Neutral Networks: A False Solution for a Phantom Threat

Published October 1, 2005

There have been some heated statements in the wake of the U.S. Supreme Court’s recent decision in National Cable & Telecommunications Assn., et al. v. Brand X Internet Services, which ruled cable companies are not required to lease their networks to rivals.

“The Supreme Court’s decision is a potentially devastating blow to the wide diversity of viewpoints and voices upon which our democracy and culture depend,” worries Jonathan Rintels, executive director of the Center for Creative Voices in Media.

But in the actual consumer broadband market, consumers now enjoy an expanding array of choices, and all indications are those choices will grow rapidly.

I should know. I live on a farm in the Sierra Nevada mountains, more than 120 miles outside of Los Angeles. My property is not served by cable or DSL. Yet I have three companies competing to provide me with broadband Internet access–two satellite companies and a wireless company. My father lives even farther from town and yet has five options for broadband access.

In a world where rural mountain valleys two hours outside of L.A. have five options for high-speed Internet access, the idea that we have to create artificial competition though regulatory policies is absurd.

In fact, to the extent we don’t have as much broadband access in the U.S. as we want, open access policies are partly to blame. Open access regulations created a huge disincentive for companies to invest in more broadband infrastructure and slowed down the expansion of the technology.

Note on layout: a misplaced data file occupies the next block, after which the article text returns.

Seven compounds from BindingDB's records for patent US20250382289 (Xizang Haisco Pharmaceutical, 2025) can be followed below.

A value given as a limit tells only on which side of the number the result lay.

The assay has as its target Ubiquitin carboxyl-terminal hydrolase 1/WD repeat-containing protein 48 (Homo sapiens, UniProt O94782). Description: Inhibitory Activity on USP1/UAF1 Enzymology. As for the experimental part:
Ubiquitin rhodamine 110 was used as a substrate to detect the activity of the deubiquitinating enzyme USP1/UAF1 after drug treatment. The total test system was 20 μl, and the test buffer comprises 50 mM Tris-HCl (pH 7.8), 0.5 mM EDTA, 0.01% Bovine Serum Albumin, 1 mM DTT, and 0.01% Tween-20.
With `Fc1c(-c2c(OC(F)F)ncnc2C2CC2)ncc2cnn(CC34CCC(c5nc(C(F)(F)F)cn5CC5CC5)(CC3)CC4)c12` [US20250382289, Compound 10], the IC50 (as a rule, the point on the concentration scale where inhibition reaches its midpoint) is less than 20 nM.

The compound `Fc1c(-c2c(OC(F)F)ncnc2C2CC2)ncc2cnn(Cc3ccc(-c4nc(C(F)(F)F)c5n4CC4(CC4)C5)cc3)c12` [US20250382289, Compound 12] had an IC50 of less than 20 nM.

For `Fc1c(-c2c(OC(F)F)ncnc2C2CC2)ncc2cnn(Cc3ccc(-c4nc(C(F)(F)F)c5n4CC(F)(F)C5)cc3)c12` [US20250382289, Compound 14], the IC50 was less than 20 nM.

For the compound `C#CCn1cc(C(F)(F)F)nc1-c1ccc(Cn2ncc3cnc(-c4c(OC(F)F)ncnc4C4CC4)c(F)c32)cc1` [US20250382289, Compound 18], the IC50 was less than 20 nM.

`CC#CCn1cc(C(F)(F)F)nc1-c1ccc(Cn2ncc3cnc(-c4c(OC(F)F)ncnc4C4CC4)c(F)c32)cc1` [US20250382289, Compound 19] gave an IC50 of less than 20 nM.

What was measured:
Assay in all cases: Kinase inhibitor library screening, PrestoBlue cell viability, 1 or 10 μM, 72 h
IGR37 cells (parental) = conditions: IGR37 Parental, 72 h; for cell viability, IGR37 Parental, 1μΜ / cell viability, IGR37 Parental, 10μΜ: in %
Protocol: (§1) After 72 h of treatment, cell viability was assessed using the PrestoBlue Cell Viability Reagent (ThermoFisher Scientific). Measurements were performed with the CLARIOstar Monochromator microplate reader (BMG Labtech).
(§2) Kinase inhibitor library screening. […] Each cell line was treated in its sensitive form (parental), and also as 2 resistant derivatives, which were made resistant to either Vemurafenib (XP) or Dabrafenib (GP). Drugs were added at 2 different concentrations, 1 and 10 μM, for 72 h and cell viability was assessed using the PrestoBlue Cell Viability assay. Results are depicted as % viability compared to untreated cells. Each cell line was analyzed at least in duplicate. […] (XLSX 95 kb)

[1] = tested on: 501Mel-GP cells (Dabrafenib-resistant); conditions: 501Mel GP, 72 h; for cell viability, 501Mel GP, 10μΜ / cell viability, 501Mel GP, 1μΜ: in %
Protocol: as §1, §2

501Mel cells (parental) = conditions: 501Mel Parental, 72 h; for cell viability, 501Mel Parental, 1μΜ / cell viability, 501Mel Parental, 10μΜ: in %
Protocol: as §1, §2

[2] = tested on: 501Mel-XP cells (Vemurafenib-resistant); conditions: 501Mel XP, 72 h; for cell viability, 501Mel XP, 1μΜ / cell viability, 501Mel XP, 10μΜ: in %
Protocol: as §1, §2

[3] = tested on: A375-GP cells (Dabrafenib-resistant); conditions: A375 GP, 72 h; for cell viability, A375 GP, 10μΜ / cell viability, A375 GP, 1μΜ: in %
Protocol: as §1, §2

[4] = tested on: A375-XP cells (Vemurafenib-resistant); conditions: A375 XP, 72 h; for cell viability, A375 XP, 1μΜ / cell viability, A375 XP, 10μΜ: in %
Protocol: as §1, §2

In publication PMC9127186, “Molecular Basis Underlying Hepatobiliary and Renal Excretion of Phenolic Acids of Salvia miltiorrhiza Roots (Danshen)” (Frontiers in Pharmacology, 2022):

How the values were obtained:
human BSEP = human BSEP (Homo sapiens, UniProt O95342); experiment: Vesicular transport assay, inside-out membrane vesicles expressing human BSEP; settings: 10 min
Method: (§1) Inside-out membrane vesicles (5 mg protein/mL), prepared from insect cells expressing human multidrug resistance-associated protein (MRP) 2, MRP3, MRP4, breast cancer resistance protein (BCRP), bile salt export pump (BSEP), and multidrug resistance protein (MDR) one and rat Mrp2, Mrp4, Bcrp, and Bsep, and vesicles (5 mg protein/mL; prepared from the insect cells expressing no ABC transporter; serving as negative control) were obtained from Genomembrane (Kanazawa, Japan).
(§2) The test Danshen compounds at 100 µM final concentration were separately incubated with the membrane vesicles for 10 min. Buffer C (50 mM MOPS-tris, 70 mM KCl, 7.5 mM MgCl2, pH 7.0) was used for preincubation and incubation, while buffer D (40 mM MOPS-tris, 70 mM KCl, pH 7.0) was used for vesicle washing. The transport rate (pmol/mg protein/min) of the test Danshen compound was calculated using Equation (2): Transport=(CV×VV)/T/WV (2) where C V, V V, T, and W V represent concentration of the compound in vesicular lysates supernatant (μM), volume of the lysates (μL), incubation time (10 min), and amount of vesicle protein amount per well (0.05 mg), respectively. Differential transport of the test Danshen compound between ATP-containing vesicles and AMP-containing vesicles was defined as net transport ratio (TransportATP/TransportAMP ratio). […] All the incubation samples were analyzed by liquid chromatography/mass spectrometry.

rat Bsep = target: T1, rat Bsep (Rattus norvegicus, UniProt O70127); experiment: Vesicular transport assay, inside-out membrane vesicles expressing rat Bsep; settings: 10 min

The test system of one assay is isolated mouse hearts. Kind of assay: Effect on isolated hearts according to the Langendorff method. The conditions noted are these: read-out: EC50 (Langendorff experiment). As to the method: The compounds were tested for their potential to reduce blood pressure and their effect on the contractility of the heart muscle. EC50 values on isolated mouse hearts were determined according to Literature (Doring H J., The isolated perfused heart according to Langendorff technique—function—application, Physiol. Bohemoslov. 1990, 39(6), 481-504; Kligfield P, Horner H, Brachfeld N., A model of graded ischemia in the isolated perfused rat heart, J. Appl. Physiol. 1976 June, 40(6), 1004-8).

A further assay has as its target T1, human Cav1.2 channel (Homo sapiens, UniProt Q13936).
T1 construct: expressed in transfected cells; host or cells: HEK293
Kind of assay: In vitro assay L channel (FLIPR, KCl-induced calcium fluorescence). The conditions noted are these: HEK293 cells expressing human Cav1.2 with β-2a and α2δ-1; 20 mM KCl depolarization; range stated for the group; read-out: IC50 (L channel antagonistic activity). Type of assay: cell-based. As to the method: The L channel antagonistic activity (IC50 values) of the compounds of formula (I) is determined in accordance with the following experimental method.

That hasn’t made regulation zealots trust the market any more. Hence, a new buzzword: network neutrality. This refers to rules preventing broadband firms from influencing the way content flows to you. Without such rules, some consumer groups fear we’ll see fewer broadband providers, higher fees, and cable companies rigging the system so Internet sites they own load fast and ones they don’t own are slowed down or blocked.

Advocates of enforced neutrality ignore one important fact: Consumers wouldn’t stand for that. When you have a choice of several service providers, why would you choose one that deliberately mucks with your broadband experience?

Los Angeles may be the test ground for network neutrality as the city negotiates its franchise-renewal deal with the cable companies. The city controller wants the 18-year-old franchise agreements renegotiated, and consumer groups are pressuring city leaders to make network neutrality rules a requirement of any new deal.

But consumers don’t need protection from this phantom threat. They can cast the ultimate vote with their pocketbooks by switching companies.

Adrian Moore ([email protected]) is vice president of research at Reason Foundation.